On digital management control systems, performance measures and unintended consequences in the Swedish educational setting
Presenting an alternative framework for investigating technology- in use
Keywords:evaluation, management control systems, unintended consequences, management accounting systems, education, school, accountability, performance measurement, performance management systems, sensemaking, translation, risk
Within the Swedish educational system improved student learning, teaching quality and organizational development has been the focus of attention for many years (OECD, 2015; Gorard 2010; Seidel & Shavelson 2007;). And many of the improvement initiatives have aimed at increasing learning and teaching quality by demanding more transparency and accountability (Everson 2016; Harris & Gorard 2015). To fulfill these requirements some of the solutions have been to implement and use digital management control systems (dMCS’) (such as unikum, schoolsoft, canvas, urkund, incident-reportingsystems and many more) to support follow-ups, decision-making, evaluations and actions in schools (Perry 2016; Leckie & Goldstein 2017). Subsequently are now teachers and principals required to collect, analyze and evaluate large amounts of performance data in dPMS’ to inform teaching and report achievements (DfE 2018).
Based on sociology and organizational research, it is known that the use of dPMS’ and performance measures will have unintended consequences (Ashton, 1976; Franco-Santos & Otley,2018 ; Ferreira & Otley 2009). Some of these consequences will be positive e.g. increased focus and attention; others will be undesirable e.g. measure fixation, bias, manipulation of data, ‘window dressing’, and stress amongst teachers and principals (Jones, et al., 2017).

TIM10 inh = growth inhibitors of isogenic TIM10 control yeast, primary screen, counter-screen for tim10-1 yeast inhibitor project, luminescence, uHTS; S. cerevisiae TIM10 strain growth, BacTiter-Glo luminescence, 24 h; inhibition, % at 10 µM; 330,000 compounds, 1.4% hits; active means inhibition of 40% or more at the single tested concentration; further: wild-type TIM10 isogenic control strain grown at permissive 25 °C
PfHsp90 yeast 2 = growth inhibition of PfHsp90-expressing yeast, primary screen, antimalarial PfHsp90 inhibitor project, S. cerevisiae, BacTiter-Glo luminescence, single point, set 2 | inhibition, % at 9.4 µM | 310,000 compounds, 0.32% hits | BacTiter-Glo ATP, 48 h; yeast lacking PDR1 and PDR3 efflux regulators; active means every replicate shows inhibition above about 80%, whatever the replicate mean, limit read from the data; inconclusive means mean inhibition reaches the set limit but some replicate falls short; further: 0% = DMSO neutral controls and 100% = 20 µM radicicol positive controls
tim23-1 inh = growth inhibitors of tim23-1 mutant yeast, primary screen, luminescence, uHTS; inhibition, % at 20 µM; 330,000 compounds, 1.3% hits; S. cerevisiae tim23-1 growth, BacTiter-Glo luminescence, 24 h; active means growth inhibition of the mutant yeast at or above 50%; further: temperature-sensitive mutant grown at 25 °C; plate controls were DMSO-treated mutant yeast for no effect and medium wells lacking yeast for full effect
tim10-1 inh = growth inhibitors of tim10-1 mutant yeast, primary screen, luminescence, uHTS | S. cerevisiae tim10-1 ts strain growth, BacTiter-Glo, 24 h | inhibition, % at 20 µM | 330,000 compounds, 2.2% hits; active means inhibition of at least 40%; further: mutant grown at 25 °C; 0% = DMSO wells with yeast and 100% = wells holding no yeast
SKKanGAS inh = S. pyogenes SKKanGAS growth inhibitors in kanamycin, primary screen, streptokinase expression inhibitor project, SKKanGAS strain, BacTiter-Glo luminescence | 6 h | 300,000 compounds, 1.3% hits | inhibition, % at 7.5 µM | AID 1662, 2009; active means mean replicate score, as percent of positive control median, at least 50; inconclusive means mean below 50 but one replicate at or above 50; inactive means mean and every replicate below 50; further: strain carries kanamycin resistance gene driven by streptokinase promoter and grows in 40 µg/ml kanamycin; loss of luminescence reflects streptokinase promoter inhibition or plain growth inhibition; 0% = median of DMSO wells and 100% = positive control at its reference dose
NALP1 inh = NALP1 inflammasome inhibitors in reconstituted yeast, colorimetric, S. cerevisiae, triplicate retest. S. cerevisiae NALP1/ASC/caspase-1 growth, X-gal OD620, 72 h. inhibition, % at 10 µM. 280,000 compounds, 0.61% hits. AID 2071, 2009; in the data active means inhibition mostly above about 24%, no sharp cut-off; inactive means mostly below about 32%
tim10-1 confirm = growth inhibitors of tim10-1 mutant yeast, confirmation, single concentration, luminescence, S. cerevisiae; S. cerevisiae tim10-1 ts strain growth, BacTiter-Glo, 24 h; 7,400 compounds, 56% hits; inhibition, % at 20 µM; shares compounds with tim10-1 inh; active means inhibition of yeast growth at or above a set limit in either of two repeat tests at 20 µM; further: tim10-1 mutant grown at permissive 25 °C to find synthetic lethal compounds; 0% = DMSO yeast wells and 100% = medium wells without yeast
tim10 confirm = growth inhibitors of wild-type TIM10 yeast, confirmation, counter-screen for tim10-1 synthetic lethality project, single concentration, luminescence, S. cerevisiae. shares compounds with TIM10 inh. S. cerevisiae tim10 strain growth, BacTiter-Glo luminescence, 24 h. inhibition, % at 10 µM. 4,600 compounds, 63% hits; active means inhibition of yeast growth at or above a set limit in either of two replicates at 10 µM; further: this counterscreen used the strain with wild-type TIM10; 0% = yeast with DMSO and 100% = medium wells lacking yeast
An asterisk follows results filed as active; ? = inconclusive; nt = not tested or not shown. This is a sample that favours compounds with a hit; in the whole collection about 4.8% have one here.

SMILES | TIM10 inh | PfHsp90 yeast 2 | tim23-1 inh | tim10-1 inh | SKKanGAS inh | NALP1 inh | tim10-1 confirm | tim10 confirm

The core idea for this paper emerges from the outcomes in a pilot study (Mauléon & Spante, 2015) showing how the use of an dPMS’ (a digital incident reporting system) at a primaryschool had adverse effects for the students being subjected to the dPMS’ and the teachers having to comply with it. It is also based on studies conducted in the US showing how groups of students such as African American, Hispanic and native American boys are disproportionately reported in dPMS’ due to the way in which teachers and principals enact (Weick, 1995) the systems. Over time, the digitally recorded information stigmatizes these particular students potentially affecting their futures (Anfinson et al., 2010).
This paper will present further empirical examples from the Swedish educational system of how well intended solutions end up having not only unintended but even negative consequences for students and teachers. We may call these unintentional social side effects, which due to the interpretation and use of the digital management control systems within the educational setting may affect them for years to come. The aim of our paper is thus to investigate the dark side of the use of digital management control systems within the Swedish educational system.
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